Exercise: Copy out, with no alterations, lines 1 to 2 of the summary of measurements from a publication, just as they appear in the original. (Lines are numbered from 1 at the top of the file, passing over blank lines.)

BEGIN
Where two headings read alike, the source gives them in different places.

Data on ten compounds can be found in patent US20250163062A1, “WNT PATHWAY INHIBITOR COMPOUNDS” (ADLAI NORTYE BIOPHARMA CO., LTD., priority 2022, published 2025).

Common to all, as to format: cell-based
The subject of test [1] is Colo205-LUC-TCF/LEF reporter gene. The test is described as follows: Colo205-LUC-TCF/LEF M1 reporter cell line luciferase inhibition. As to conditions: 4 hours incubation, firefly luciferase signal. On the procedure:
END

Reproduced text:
Where two headings read alike, the source gives them in different places.

Data on ten compounds can be found in patent US20250163062A1, “WNT PATHWAY INHIBITOR COMPOUNDS” (ADLAI NORTYE BIOPHARMA CO., LTD., priority 2022, published 2025).